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Accidents will happen

publication date: Mar 31, 2010
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AccidentsRecent figures compiled by the Health and Safety Executive (HSE) show that in 2008/09 there were 180 workers killed in the workplace. In addition, 24.6 million working days were lost due to work-related ill health and a further 4.7 million days were lost due to injuries in the workplace. These statistics serve as a reminder to all businesses that health and safety issues should be given equal importance along with other business objectives within any organisation.

Owners of commercial property and property portfolios, their managing agents and landlords have a legal and moral responsibility to effectively and efficiently manage specific health and safety issues in their premises, irrespective of whether occupied or vacant.

The Health and Safety at Work Act 1974 places a legal duty on employers to ensure the health and safety of all employees, as well as any visitors to their premises, whether customers or contractors. For commercial property owners, landlords and managing agents, the common areas of tenanted buildings fall under their responsibility. Common areas include:

Walkways, staircases and corridors

Reception areas, entrance foyers and communal toilets

Parking facilities, landscaping, paths and access areas to buildings

Plant rooms (such as a lift motor rooms), tank rooms, electrical distribution rooms and boiler rooms

Roof areas and waste storage areas

Whilst specific responsibilities for health and safety issues can be delegated down the chain of command, the ‘onus’ is still on senior managers to meet and implement the diverse and complicated issues of health and safety in tenanted properties.

The implications can have serious consequences, failure to comply can lead to heavy fines and even imprisonment.

Since the introduction of the Corporate Manslaughter and Corporate Homicide Act 2007, (8 April 2008), companies and organisations can be found guilty of corporate manslaughter as a result of serious management failures resulting in a gross breach of a duty of care.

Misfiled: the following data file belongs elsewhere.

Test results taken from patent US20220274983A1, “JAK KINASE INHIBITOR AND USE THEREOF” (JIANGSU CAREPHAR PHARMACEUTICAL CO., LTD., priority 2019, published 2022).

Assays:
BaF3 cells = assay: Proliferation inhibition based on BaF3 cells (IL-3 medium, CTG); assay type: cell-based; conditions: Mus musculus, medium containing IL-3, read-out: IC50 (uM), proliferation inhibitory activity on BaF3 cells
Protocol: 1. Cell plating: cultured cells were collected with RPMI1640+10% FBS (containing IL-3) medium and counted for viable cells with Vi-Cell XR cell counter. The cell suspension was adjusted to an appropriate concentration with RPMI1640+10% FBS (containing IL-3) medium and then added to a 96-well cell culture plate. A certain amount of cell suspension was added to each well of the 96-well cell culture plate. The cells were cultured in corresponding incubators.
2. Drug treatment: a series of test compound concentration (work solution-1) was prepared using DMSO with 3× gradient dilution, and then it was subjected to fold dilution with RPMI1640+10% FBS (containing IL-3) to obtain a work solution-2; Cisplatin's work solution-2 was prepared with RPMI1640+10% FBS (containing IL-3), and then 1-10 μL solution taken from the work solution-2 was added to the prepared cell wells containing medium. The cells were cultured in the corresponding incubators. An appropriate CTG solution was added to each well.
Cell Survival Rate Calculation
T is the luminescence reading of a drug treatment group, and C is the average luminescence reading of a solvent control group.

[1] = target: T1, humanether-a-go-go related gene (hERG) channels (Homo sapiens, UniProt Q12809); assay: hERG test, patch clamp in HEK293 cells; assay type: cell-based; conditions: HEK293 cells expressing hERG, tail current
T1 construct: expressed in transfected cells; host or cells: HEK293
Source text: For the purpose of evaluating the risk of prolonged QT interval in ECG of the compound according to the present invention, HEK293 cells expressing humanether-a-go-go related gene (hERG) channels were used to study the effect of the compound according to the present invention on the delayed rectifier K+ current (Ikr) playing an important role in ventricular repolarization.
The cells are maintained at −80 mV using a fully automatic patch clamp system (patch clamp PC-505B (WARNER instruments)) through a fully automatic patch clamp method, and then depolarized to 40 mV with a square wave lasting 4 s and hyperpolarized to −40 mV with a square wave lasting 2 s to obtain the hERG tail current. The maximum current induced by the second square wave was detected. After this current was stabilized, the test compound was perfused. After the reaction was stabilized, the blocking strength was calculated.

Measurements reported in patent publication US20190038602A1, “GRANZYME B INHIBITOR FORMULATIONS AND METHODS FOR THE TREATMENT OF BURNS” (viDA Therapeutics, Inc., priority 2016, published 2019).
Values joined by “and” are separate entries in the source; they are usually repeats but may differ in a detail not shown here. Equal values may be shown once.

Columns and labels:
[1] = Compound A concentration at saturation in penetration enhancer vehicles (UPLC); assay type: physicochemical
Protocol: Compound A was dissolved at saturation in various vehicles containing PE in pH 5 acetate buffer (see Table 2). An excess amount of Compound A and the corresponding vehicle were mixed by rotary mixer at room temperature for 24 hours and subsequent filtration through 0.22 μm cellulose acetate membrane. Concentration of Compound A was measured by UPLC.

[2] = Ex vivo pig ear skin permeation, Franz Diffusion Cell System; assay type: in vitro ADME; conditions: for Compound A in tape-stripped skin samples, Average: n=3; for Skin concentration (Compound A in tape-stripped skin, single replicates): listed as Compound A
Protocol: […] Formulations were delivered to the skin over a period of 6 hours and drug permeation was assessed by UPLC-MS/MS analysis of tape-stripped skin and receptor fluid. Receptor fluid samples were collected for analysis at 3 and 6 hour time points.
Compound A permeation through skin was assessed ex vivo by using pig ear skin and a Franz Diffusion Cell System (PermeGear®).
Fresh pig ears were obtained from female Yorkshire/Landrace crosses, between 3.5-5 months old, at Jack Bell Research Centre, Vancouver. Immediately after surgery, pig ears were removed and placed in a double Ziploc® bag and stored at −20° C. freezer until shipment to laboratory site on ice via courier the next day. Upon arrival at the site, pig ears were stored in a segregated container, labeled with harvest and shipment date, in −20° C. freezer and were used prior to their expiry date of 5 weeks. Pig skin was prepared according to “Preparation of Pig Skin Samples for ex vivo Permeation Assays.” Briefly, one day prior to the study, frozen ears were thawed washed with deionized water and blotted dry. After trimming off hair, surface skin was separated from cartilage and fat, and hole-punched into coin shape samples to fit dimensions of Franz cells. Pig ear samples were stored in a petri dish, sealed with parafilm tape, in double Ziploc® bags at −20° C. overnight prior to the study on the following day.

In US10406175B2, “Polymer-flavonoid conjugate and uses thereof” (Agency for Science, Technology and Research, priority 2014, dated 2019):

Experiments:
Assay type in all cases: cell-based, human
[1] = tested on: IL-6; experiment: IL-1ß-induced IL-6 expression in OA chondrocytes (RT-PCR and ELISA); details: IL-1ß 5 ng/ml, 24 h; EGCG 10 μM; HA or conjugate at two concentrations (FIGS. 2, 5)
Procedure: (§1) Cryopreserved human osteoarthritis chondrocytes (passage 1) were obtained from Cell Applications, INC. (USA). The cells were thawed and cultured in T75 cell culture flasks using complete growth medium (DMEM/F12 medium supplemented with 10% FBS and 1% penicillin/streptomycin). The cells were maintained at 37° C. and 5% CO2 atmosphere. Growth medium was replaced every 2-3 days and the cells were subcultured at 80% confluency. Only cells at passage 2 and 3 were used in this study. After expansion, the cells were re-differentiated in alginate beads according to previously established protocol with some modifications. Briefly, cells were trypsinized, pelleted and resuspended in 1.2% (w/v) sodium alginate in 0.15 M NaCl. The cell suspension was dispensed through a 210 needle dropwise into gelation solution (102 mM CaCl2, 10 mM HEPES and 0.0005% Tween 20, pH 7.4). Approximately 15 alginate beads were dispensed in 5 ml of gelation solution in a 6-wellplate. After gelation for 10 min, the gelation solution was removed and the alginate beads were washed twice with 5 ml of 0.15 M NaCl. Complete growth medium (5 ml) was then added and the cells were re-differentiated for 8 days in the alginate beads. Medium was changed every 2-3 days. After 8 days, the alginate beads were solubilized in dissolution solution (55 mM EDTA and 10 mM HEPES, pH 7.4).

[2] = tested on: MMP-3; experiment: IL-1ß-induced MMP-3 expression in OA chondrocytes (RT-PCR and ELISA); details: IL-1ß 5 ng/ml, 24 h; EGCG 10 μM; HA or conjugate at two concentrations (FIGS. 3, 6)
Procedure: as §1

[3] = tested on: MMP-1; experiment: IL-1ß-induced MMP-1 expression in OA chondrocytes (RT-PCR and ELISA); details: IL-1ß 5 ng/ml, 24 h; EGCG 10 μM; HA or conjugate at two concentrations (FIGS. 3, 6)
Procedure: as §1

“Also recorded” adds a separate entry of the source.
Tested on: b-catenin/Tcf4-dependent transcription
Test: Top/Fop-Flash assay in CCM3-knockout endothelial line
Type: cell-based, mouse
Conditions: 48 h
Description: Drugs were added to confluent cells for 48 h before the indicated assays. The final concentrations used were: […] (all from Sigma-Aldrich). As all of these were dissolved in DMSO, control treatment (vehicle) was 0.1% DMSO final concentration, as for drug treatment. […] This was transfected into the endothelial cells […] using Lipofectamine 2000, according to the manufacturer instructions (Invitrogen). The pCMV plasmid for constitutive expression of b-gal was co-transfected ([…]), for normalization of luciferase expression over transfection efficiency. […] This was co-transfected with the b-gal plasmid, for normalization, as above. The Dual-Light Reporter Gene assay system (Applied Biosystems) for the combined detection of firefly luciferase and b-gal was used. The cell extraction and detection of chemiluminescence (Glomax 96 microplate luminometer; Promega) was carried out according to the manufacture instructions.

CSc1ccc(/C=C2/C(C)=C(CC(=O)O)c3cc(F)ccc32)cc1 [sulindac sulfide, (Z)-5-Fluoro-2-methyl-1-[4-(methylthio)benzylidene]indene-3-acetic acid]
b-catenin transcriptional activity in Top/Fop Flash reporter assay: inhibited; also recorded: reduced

Meeting health and safety regulations involves examining an array of key areas – management of health and safety, safe access and egress; equipment and plant; emergency procedures (fire, accident recording and investigation, first aid and security); fire safety arrangements; and asbestos management. Careful consideration needs to be given to any contractors carrying out any work on premises and the risks involved. Some of the main problems associated with tenanted or managed buildings include:

Poor record keeping

Lack of communication between tenants and owners, landlords or managing agents

Little or no training for building management or security staff on health and safety, and fire safety issues

Poor contractor management

The key priority and requirement is to ensure that buildings are safe and accessible, focusing on reducing ill health and injuries which could happen in the workplace and improve management systems to reduce these. Being aware of the law is not enough – compliance is the key, with the focus on risk and prevention.

Health and Safety Risk Assessment

Regulation 3 of the Management of Health and Safety at Work Regulations 1999 requires that all employers carry out an assessment of the potential risks to employees and others who may be affected (e.g. tenants). Health and Safety Risk Assessments identify the hazards, assess the risks and indicate the necessary measures. The assessment will:

Identify the hazards to which employees and others are exposed

Establish the likelihood of harm from the hazards being realised

Evaluate the extent of the risks (taking into account the existing control measures or precautions)

The Health and Safety Risk Assessment is a working document which can be used to guide future action aimed at improving health and safety. The procedures and processes carried in any documentation need to be practicable and understood by everyone involved.